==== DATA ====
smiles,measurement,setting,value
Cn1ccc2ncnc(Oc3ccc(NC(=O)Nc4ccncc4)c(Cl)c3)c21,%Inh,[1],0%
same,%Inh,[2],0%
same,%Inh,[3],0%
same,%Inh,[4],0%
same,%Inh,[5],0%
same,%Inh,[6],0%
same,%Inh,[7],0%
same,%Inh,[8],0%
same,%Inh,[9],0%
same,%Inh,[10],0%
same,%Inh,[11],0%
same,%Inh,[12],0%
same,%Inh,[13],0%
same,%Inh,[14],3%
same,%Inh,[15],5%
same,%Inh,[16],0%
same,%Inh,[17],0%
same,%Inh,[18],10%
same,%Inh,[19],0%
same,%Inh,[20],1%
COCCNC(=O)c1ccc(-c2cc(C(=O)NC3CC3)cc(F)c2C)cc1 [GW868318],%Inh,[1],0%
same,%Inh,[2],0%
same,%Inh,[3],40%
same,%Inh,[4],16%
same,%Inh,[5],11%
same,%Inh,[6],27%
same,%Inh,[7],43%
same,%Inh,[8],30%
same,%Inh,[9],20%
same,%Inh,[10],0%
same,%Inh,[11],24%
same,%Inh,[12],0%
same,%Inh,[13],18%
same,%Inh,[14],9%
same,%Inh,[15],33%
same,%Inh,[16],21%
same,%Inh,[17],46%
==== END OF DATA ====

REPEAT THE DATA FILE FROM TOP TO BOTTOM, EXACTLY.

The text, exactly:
smiles,measurement,setting,value
Cn1ccc2ncnc(Oc3ccc(NC(=O)Nc4ccncc4)c(Cl)c3)c21,%Inh,[1],0%
same,%Inh,[2],0%
same,%Inh,[3],0%
same,%Inh,[4],0%
same,%Inh,[5],0%
same,%Inh,[6],0%
same,%Inh,[7],0%
same,%Inh,[8],0%
same,%Inh,[9],0%
same,%Inh,[10],0%
same,%Inh,[11],0%
same,%Inh,[12],0%
same,%Inh,[13],0%
same,%Inh,[14],3%
same,%Inh,[15],5%
same,%Inh,[16],0%
same,%Inh,[17],0%
same,%Inh,[18],10%
same,%Inh,[19],0%
same,%Inh,[20],1%
COCCNC(=O)c1ccc(-c2cc(C(=O)NC3CC3)cc(F)c2C)cc1 [GW868318],%Inh,[1],0%
same,%Inh,[2],0%
same,%Inh,[3],40%
same,%Inh,[4],16%
same,%Inh,[5],11%
same,%Inh,[6],27%
same,%Inh,[7],43%
same,%Inh,[8],30%
same,%Inh,[9],20%
same,%Inh,[10],0%
same,%Inh,[11],24%
same,%Inh,[12],0%
same,%Inh,[13],18%
same,%Inh,[14],9%
same,%Inh,[15],33%
same,%Inh,[16],21%
same,%Inh,[17],46%